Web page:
There are a number of small conflicts in or around Europe that have the potential of having wider repercussions - and that have to be solved sooner or later.
The last few days have suddenly seen renewed tension around the break-away statelet of Transdniestria in Moldova.
We will hear more about the place later in the year, I believe.
When Moldova - once a Soviet Republic - acquired its independence, the small Russian-dominated area on the Eastern bank of the Dniestr river refused to accept the authority of the capital Chisianu.
And they certainly had the force to assert their position. Theirs was the main staging area for the 14th Army of the old Soviet Union, with huge stocks of arms and ammunition geared to support - in the old days - a Soviet offensive down towards Turkey and the Bosphorous.
Since then there has been an effective stalemate. App 550 000 mainly Russians have persisted in living in a socialist and smuggling economy, being the source of both illegal arms and the trafficing of women. And they have had the support of people in Moscow as well.
You get the flair of the place by its distinctly Soviet-style coat of arms.
Moscow still keeps some remnants of the 14th army - app 1 500 soldiers - there to protect the break-away statelet. Within the OSCE they have committed themselves to withdrawing these, but nothing has happened.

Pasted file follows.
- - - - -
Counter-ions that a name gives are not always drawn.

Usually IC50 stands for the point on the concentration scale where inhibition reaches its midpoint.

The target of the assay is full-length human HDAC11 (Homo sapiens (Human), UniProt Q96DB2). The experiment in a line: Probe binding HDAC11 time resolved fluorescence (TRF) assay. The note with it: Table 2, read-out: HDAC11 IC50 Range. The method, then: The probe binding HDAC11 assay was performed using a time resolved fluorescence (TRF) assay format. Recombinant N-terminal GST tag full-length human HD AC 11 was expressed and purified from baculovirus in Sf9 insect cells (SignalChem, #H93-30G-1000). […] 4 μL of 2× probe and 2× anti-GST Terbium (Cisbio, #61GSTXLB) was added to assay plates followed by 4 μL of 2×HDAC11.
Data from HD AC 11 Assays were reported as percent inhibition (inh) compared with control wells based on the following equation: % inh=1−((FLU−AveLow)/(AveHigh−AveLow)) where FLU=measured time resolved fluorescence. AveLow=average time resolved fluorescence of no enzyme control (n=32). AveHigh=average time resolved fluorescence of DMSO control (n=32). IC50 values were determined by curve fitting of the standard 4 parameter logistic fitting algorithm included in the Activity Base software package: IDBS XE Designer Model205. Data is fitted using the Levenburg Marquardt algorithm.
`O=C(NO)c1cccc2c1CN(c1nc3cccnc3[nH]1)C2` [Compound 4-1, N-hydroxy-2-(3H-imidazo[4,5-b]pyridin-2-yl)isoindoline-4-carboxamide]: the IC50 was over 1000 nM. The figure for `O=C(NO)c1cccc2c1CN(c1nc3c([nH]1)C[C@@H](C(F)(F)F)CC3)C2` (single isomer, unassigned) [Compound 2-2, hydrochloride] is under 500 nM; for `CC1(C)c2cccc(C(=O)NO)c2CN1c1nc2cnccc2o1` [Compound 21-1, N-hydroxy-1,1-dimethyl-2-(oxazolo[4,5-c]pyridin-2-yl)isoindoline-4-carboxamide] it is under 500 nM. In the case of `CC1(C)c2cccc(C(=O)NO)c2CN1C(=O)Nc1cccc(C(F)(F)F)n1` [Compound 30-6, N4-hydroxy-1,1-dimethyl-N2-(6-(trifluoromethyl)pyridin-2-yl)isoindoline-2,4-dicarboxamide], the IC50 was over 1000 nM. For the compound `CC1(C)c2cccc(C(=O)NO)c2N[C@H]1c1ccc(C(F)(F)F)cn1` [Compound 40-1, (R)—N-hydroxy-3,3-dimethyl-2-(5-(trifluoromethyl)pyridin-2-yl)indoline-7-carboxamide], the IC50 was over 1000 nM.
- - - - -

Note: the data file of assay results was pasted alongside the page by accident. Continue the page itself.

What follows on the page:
But gradually the European Union is increasing its pressure for some sort of solution. Customs monitors have been deployed along the border between Transdniestria and Ukraine, creating problems for thre lucrative smuggling that often use the near-by Black Sea port of Odessa.
And on Friday Ukraine said that it will only allow goods to enter from Transdniestria that had the stamp of approval from the Moldovan authorities in Chsinau. If properly enforced, this would effectively pull the rug from under the feet of the rebel authorities in Tiraspol.
Accordingly, they have been screaming murder, and have appealed to Moscow for help. In addition, they have blocked train traffic on the direct route from Ukraine to Moldova since it passes through them.
So, it's an economic war that is rapidly escalating by the Dniestr.
It's an ouverture to what will happen later. Moscow has already started saying that if Kosovo gets independence they don't really see why not places like Transdniestr could not be given the same. And there are more places in the Caucasus that, in their opinion, would qualify.
These conflicts must not be forgotten - they need to be sorted out. If not, they might poison relationships and issues of far greater importance.
One would hope that the European Union will have the will and the persistence to continue to gradually increase the pressure on the issue.
That's in all probability the only way a solution can be reached.